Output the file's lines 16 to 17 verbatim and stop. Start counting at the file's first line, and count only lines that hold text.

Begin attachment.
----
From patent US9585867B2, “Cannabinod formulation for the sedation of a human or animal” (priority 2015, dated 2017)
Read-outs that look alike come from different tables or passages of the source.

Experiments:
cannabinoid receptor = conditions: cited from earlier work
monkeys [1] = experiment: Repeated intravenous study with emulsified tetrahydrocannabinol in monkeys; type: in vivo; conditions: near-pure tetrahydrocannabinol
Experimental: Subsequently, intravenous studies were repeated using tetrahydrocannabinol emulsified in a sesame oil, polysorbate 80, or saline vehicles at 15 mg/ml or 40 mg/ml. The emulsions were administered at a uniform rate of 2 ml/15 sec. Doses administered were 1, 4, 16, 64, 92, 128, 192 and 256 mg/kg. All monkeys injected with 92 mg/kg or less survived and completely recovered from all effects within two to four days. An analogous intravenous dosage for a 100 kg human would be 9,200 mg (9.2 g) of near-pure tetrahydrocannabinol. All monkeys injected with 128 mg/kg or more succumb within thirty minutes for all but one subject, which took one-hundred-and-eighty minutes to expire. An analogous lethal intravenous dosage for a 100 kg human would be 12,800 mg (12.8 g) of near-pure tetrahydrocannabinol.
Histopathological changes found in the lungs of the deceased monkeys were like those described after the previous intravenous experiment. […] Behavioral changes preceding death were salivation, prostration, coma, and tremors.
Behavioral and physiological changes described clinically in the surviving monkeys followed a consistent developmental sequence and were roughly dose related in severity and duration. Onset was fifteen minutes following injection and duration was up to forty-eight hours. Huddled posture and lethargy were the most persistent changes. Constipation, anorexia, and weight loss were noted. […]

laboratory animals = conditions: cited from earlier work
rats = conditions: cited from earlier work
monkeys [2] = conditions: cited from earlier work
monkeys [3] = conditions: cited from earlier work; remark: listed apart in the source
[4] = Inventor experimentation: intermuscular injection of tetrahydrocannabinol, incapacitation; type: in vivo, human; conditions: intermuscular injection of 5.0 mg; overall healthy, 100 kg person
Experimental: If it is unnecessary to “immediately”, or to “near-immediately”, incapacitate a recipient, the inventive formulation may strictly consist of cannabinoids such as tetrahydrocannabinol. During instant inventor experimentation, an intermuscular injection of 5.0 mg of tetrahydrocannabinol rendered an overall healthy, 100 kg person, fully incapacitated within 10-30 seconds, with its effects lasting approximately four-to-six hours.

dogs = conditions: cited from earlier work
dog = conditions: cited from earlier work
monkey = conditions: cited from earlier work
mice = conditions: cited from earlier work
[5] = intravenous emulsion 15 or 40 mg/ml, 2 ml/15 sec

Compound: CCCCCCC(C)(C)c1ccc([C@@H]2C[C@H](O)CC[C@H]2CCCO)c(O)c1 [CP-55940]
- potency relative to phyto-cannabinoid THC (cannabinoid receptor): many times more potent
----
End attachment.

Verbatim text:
dog = conditions: cited from earlier work
monkey = conditions: cited from earlier work